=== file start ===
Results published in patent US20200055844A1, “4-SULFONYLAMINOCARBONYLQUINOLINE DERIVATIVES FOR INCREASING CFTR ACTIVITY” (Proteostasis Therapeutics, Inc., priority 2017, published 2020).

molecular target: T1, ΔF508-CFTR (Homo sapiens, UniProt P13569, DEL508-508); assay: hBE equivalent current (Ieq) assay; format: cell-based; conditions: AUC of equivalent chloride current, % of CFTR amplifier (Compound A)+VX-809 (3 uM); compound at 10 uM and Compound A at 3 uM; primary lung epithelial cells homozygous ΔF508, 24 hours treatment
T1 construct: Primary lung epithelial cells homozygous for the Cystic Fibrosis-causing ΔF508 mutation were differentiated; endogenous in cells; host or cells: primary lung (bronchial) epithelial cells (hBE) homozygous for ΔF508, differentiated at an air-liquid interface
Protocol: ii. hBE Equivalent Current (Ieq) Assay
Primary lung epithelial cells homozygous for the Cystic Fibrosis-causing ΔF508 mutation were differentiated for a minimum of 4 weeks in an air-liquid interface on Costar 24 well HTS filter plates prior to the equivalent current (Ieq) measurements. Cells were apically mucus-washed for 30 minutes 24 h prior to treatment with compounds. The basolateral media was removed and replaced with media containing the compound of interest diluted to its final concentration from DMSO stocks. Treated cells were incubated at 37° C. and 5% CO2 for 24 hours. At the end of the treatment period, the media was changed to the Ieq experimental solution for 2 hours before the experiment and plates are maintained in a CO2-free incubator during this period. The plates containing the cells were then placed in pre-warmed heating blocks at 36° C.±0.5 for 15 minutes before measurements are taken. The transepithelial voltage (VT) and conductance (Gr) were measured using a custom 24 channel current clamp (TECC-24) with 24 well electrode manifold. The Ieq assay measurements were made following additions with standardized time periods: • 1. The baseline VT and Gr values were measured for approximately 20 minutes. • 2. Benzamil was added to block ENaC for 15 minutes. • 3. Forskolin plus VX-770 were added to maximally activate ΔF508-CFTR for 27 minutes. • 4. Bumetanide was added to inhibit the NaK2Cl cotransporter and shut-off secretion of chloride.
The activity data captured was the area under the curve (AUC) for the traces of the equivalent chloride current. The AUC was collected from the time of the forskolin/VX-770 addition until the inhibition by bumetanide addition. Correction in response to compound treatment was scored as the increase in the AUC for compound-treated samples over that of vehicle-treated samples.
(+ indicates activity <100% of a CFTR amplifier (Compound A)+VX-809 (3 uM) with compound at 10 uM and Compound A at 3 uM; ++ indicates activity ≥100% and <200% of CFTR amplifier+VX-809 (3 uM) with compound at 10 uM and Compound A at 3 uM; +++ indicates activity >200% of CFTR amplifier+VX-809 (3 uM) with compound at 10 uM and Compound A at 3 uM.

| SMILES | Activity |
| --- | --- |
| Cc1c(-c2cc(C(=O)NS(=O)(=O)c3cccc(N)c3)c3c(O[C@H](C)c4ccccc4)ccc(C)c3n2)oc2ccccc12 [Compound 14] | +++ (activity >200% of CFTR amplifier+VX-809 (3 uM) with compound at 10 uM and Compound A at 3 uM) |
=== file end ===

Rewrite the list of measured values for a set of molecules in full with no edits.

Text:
Results published in patent US20200055844A1, “4-SULFONYLAMINOCARBONYLQUINOLINE DERIVATIVES FOR INCREASING CFTR ACTIVITY” (Proteostasis Therapeutics, Inc., priority 2017, published 2020).

molecular target: T1, ΔF508-CFTR (Homo sapiens, UniProt P13569, DEL508-508); assay: hBE equivalent current (Ieq) assay; format: cell-based; conditions: AUC of equivalent chloride current, % of CFTR amplifier (Compound A)+VX-809 (3 uM); compound at 10 uM and Compound A at 3 uM; primary lung epithelial cells homozygous ΔF508, 24 hours treatment
T1 construct: Primary lung epithelial cells homozygous for the Cystic Fibrosis-causing ΔF508 mutation were differentiated; endogenous in cells; host or cells: primary lung (bronchial) epithelial cells (hBE) homozygous for ΔF508, differentiated at an air-liquid interface
Protocol: ii. hBE Equivalent Current (Ieq) Assay
Primary lung epithelial cells homozygous for the Cystic Fibrosis-causing ΔF508 mutation were differentiated for a minimum of 4 weeks in an air-liquid interface on Costar 24 well HTS filter plates prior to the equivalent current (Ieq) measurements. Cells were apically mucus-washed for 30 minutes 24 h prior to treatment with compounds. The basolateral media was removed and replaced with media containing the compound of interest diluted to its final concentration from DMSO stocks. Treated cells were incubated at 37° C. and 5% CO2 for 24 hours. At the end of the treatment period, the media was changed to the Ieq experimental solution for 2 hours before the experiment and plates are maintained in a CO2-free incubator during this period. The plates containing the cells were then placed in pre-warmed heating blocks at 36° C.±0.5 for 15 minutes before measurements are taken. The transepithelial voltage (VT) and conductance (Gr) were measured using a custom 24 channel current clamp (TECC-24) with 24 well electrode manifold. The Ieq assay measurements were made following additions with standardized time periods: • 1. The baseline VT and Gr values were measured for approximately 20 minutes. • 2. Benzamil was added to block ENaC for 15 minutes. • 3. Forskolin plus VX-770 were added to maximally activate ΔF508-CFTR for 27 minutes. • 4. Bumetanide was added to inhibit the NaK2Cl cotransporter and shut-off secretion of chloride.
The activity data captured was the area under the curve (AUC) for the traces of the equivalent chloride current. The AUC was collected from the time of the forskolin/VX-770 addition until the inhibition by bumetanide addition. Correction in response to compound treatment was scored as the increase in the AUC for compound-treated samples over that of vehicle-treated samples.
(+ indicates activity <100% of a CFTR amplifier (Compound A)+VX-809 (3 uM) with compound at 10 uM and Compound A at 3 uM; ++ indicates activity ≥100% and <200% of CFTR amplifier+VX-809 (3 uM) with compound at 10 uM and Compound A at 3 uM; +++ indicates activity >200% of CFTR amplifier+VX-809 (3 uM) with compound at 10 uM and Compound A at 3 uM.

| SMILES | Activity |
| --- | --- |
| Cc1c(-c2cc(C(=O)NS(=O)(=O)c3cccc(N)c3)c3c(O[C@H](C)c4ccccc4)ccc(C)c3n2)oc2ccccc12 [Compound 14] | +++ (activity >200% of CFTR amplifier+VX-809 (3 uM) with compound at 10 uM and Compound A at 3 uM) |